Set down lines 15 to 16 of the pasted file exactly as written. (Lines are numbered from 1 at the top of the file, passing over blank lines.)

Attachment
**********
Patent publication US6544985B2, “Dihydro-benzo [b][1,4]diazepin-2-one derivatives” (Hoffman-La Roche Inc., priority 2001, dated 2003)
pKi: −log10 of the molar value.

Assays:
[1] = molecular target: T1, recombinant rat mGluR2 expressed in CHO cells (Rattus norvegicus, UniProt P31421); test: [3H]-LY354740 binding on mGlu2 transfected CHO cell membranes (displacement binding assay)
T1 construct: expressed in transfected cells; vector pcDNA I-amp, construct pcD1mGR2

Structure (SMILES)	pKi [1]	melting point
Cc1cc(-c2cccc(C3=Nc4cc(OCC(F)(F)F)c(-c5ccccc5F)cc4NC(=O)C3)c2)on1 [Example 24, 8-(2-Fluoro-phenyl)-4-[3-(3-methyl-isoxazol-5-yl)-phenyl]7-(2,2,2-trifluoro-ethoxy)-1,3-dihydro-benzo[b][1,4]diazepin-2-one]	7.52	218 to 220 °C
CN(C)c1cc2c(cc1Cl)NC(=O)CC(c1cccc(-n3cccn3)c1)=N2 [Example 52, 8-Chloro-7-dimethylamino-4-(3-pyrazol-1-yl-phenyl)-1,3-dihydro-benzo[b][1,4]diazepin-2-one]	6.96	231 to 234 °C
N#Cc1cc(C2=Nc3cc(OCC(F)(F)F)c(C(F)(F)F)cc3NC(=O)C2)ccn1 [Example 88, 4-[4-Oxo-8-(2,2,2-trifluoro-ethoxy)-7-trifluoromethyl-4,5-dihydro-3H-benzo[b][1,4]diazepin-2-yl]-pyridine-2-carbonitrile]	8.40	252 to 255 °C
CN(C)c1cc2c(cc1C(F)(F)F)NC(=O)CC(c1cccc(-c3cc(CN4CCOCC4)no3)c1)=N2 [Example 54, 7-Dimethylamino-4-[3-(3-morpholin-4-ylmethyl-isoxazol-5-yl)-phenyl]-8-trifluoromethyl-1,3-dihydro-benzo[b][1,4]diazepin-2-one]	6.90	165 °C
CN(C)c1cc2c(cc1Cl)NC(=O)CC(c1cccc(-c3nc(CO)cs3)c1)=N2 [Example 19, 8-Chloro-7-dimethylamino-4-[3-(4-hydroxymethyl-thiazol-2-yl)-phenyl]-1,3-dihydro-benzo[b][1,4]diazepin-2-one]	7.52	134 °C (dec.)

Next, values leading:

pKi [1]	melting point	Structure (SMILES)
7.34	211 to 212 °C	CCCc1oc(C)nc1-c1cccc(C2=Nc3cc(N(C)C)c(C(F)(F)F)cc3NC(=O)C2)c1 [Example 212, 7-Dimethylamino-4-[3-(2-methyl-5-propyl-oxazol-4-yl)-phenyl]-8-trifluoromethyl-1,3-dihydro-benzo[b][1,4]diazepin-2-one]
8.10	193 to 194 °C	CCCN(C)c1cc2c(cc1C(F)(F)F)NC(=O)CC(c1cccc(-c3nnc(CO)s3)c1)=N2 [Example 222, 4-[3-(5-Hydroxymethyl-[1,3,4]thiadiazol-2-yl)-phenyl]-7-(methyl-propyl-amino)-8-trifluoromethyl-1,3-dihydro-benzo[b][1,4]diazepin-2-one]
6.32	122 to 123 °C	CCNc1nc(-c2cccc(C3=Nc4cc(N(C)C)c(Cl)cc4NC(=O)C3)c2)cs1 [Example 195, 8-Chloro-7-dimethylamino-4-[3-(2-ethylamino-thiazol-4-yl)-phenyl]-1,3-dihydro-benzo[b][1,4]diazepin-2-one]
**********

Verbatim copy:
8.10	193 to 194 °C	CCCN(C)c1cc2c(cc1C(F)(F)F)NC(=O)CC(c1cccc(-c3nnc(CO)s3)c1)=N2 [Example 222, 4-[3-(5-Hydroxymethyl-[1,3,4]thiadiazol-2-yl)-phenyl]-7-(methyl-propyl-amino)-8-trifluoromethyl-1,3-dihydro-benzo[b][1,4]diazepin-2-one]
6.32	122 to 123 °C	CCNc1nc(-c2cccc(C3=Nc4cc(N(C)C)c(Cl)cc4NC(=O)C3)c2)cs1 [Example 195, 8-Chloro-7-dimethylamino-4-[3-(2-ethylamino-thiazol-4-yl)-phenyl]-1,3-dihydro-benzo[b][1,4]diazepin-2-one]